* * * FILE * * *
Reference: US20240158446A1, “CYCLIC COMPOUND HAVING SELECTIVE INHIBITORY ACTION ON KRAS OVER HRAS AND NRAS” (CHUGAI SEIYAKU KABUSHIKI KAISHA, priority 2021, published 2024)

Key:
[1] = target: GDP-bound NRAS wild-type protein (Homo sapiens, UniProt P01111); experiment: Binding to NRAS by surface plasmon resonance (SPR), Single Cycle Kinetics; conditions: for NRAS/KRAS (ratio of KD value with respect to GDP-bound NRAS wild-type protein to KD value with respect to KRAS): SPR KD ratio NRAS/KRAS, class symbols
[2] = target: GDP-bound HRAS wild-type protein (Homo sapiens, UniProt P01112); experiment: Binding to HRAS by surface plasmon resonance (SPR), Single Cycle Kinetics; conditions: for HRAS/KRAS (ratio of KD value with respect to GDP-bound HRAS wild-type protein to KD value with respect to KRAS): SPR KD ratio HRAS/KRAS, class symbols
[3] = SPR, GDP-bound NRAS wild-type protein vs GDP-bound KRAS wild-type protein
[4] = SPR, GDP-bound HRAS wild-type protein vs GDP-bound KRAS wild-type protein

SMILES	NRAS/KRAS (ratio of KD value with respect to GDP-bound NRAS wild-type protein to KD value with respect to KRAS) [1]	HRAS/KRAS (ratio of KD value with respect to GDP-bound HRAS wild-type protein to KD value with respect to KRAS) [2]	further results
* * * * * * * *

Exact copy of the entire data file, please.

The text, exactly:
Reference: US20240158446A1, “CYCLIC COMPOUND HAVING SELECTIVE INHIBITORY ACTION ON KRAS OVER HRAS AND NRAS” (CHUGAI SEIYAKU KABUSHIKI KAISHA, priority 2021, published 2024)

Key:
[1] = target: GDP-bound NRAS wild-type protein (Homo sapiens, UniProt P01111); experiment: Binding to NRAS by surface plasmon resonance (SPR), Single Cycle Kinetics; conditions: for NRAS/KRAS (ratio of KD value with respect to GDP-bound NRAS wild-type protein to KD value with respect to KRAS): SPR KD ratio NRAS/KRAS, class symbols
[2] = target: GDP-bound HRAS wild-type protein (Homo sapiens, UniProt P01112); experiment: Binding to HRAS by surface plasmon resonance (SPR), Single Cycle Kinetics; conditions: for HRAS/KRAS (ratio of KD value with respect to GDP-bound HRAS wild-type protein to KD value with respect to KRAS): SPR KD ratio HRAS/KRAS, class symbols
[3] = SPR, GDP-bound NRAS wild-type protein vs GDP-bound KRAS wild-type protein
[4] = SPR, GDP-bound HRAS wild-type protein vs GDP-bound KRAS wild-type protein

SMILES	NRAS/KRAS (ratio of KD value with respect to GDP-bound NRAS wild-type protein to KD value with respect to KRAS) [1]	HRAS/KRAS (ratio of KD value with respect to GDP-bound HRAS wild-type protein to KD value with respect to KRAS) [2]	further results